Risky Business

Partial disclosure:  the author has a quarter-century of experience in the oxymoronic domain of law enforcement intelligence.  Which, together with about sixty bucks, will get you a five pound bag of Yauco Selecto.   He specializes in the exformation side of the business.

Dean at Travels with Shiloh has issued a call for commentary on Charles Bellavista’s “Changing Homeland Security:  Twelve Questions From 2009.”   February is the designated month for discussion of Bellavista’s first question:  “Why is it so difficult to make risk-based decisions in homeland security?

Happy to oblige.  First, here’s my reductionist gloss of Bellavista’s thesis on this topic:

The basic risk assessment formula (Risk = Threat x Vulnerability x Consequences) is well-known.
BUT. . . .
“The data to make the risk equation work … are practically never available.”
Risk assessment performs a symbolic rather than an instrumental role in homsec (pronounced ‘homesick’) resource allocation decisions.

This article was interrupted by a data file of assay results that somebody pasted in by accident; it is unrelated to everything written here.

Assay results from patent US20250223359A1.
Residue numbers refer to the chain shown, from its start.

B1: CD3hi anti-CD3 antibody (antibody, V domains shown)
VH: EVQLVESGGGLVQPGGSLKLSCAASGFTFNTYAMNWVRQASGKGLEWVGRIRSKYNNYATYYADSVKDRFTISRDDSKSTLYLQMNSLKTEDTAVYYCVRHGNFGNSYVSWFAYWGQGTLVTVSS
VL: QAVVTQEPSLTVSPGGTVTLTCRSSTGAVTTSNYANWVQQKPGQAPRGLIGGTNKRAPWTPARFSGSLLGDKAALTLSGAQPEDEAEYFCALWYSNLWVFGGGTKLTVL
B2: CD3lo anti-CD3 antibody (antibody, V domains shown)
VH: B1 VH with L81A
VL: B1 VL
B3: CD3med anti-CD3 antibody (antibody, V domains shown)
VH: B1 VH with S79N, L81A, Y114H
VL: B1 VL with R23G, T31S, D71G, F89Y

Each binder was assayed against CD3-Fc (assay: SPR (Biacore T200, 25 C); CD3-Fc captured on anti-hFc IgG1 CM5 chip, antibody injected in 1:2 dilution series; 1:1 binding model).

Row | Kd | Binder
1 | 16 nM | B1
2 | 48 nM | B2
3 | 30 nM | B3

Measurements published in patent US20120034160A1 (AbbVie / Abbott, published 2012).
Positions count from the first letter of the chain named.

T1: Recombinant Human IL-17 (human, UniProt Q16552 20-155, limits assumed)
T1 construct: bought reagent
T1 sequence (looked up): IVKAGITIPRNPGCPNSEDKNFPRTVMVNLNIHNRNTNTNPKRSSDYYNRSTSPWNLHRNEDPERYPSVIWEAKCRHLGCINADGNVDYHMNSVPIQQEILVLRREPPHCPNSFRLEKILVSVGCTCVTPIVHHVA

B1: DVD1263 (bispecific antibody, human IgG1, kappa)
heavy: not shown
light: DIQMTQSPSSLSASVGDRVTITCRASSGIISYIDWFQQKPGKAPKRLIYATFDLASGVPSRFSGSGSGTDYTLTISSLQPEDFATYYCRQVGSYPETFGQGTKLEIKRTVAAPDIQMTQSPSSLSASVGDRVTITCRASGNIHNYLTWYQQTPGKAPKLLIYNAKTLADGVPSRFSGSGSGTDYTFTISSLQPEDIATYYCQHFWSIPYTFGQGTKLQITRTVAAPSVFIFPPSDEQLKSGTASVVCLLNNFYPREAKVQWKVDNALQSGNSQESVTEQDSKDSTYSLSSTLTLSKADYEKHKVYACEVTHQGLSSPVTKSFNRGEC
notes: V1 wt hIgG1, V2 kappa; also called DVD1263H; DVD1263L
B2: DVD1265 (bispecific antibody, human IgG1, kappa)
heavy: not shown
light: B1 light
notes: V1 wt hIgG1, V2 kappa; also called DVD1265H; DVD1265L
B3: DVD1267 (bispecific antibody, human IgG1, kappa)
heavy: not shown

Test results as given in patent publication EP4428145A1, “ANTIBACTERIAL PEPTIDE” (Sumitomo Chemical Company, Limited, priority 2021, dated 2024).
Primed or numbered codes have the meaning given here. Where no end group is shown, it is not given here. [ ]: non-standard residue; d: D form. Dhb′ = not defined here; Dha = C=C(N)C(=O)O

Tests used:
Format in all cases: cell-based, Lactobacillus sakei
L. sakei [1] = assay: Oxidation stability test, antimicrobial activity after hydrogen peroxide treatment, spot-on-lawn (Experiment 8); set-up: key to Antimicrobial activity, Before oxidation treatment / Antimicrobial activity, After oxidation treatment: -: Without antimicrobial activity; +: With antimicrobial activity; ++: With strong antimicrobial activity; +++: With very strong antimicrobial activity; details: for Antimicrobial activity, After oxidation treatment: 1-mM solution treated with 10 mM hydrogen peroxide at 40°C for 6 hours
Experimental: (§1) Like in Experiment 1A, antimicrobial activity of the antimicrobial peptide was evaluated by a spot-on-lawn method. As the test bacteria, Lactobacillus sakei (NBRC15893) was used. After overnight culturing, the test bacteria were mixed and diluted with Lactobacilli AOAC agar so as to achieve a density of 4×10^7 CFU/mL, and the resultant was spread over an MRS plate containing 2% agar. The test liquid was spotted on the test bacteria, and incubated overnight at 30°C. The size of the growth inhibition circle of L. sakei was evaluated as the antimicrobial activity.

In my view, this is an exceedingly charitable –but ultimately misguided– analysis of the homsec environment.  Instead, it seems clear to me that risk assessment is in fact an integral part of homsec resource allocation decision-making –it’s just not the kind of risk assessment that Bellavista has in mind.  That’s because the risk being assessed by homsec functionaries is not (solely) the risk of harm to the homeland, but rather (primarily?) the risk to their own careers and reputations.   In this domain, data concerning threat, vulnerability and consequences –if not exactly plentiful– are entirely sufficient for the purposes at hand.  For example:

Threat:    Something catastrophic (or merely bad) could randomly happen on my watch.

VulnerabilitiesI could be the fallguy for someone else’s screw-up (like my boss).

ConsequencesI’d be the focus of scorn, ridicule, opprobrium and vituperation in the media, blogosphere and on Capitol Hill.  Stick a fork in me.

These are the realities of life in the pressure-cooker netherworld of homeland security, where you’re only as good as the last failed terror attempt your agency can claim credit for thwarting.  We might all wish it were otherwise, but CYA is the order of the day in homsec.  It’s the motto inscribed on the reverse side of the DHS seal.

Have a nice day!


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One Response to “Risky Business”

  1. More on Risk-based decision making in homeland security « Travels with Shiloh Says:

    […] over at Waking the Dragon takes yet another view of such decisions.  He raises the point that  “the risk being assessed by homsec […]

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